You have lost work during the COVID-19 crisis, but you are not an employee, do not get a W-2, and do not pay into your state’s unemployment insurance system. Now what?
Fortunately, the federal Coronavirus Aid, Relief, and Economic Security Act (the CARES Act) passed on March 27, 2020, provides for financial relief for the self-employed and small business owners in several ways. Private lenders are also offering various forms of assistance to those who have lost work due to the pandemic. Find out what sort of help is available to you to help you weather this world-wide health emergency.
Unemployment Insurance Eligibility for Independent Contractors
The CARES Act expands unemployment eligibility to gig workers, the self-employed, and independent contractors. Under the CARES Act, Federal Pandemic Unemployment Compensation (FPUC) provides $600 per week for 13 weeks to eligible workers. Pandemic Unemployment Emergency Compensation (PUEC) extends the maximum amount of weeks a worker can receive unemployment benefits by 13 weeks.
As of this writing (April 13, 2020), the state unemployment agencies are working to implement expanded coverage. Most states have yet to set eligibility criteria and what types of proof of eligibility will be required. Check with your state’s unemployment agency for the latest developments, and be sure to apply for unemployment benefits if the agency urges you to despite the uncertainty.
SBA Loan and Grant Programs for the Self-Employed
Emergency Economic Injury Disaster Loans (EEIDL)
The CARES Act established a direct loan product called EEIDL that is available to eligible businesses in designated disaster areas, which due to the pandemic includes all 50 states. Sole proprietorships, self-employed individuals, independent contractors, and businesses having 500 employees or less are eligible for EEIDL funds.
The application has been streamlined due to the COVID-19 emergency and can be found and completed on the Small Business Administration (SBA) website.
EEIDL $10K Grants
Approved self-employed applicants can receive a grant of up to $10,000, even if his or her application for an EEIDL is ultimately denied.
PPP Small Business Loans
The CARES Act created the Paycheck Protection Program (PPP), which is also administered by the SBA. A PPP loan can be wholly forgiven if at least 75% is used for payroll and payroll costs. You may use the remainder of the PPP loan to pay the business’ mortgage interest or rent, and utilities.
PPP modified existing loan programs to relax the usually-strict criteria for eligibility. Your business is eligible for a PPP loan if it has 500 or fewer employees, and is a:
- 501(c)(3) tax-exempt nonprofit organization;
- 501(c)(19) tax-exempt veterans’ organization;
- Tribal business under section 31(b)(2)(C) of the Small Business Act.
If you or your business is eligible for a PPP loan, apply ASAP because PPP is only available until June 30, 2020, and there are limited funds available.
The SBA Will Pay 6 Months of Other Loans
The SBA will pay the principal due as well as interest for all other section 7(a) business loan for six months. You can borrow up to $1 Million under this program until September 26, 2020. Consult the SBA website for a list of SBA-licensed lenders.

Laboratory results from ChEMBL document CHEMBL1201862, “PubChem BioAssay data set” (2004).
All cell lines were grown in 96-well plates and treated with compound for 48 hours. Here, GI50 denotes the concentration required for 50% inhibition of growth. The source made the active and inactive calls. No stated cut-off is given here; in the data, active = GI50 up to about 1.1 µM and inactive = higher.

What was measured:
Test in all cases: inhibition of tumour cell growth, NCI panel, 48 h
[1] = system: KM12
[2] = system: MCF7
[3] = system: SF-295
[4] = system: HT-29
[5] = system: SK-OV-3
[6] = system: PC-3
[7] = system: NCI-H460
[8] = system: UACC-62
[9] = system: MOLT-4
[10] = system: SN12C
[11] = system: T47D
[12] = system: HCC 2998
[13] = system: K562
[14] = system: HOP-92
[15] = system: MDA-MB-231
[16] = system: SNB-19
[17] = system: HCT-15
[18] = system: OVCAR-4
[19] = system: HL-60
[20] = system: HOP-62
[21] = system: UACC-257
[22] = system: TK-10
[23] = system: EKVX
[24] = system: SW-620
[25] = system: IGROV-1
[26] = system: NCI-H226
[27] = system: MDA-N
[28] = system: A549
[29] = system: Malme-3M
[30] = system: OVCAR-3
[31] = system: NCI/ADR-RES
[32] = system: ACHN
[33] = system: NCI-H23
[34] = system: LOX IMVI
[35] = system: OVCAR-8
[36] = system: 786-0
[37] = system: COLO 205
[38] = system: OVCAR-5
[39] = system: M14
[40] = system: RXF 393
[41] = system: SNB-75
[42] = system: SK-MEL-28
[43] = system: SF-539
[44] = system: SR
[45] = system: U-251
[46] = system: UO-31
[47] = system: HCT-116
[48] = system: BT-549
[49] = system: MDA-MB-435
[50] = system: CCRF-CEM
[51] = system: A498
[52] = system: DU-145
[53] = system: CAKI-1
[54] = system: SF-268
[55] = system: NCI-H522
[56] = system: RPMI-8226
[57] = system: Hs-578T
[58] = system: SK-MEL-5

Assistance with Other Bills During the COVID-19 Health Emergency
Student Loan Forbearance
The CARES Act provides a six-month interest-free forbearance on all federal student loan payments and stops wage garnishments for student loan default. This does not include private loans, Perkins Loans, or FFEL loans. Contact your lender or servicer to find out if they are offering loan deferral or forbearance to those who have lost work due to the pandemic.
Mortgage Payment Assistance
Federal mortgage lenders Freddie Mac and Fannie Mae are now offering monthly mortgage payment forbearance for up to 12 months. Some private lenders are granting forbearance for up to 120 days. Contact your lender to find out if you are eligible for deferred mortgage payments.
Defer a Car Payment
Auto lenders are offering help with monthly payments to those who have lost work due to COVID-19 and social distancing. Ally Bank and Hyundai Finance are offering deferred monthly loan payments for up to three months. Call your lender to find out if they are offering something similar.
Relief from Credit Card Payments
Capital One, Chase, Citi, U.S. Bank, Wells Fargo, and other credit card lenders are offering help for their customers who have lost work due to the Coronavirus health emergency, including:
- Skip a Payment or Two
- Lower Interest Rate
- Ceasing Collection Efforts on Defaulted Debt
Visit your credit card company’s website or give them a call them to find out what sort of help is available to you.
Look into what assistance is available to you under the CARES Act and from private lenders. You’ll be surprised at the amount and type of help that is available to you during this health crisis.
About the Author
Veronica Baxter is a legal assistant and blogger living and working in the great city of Philadelphia. She frequently works with David Offen, Esq., a busy Philadelphia bankruptcy lawyer.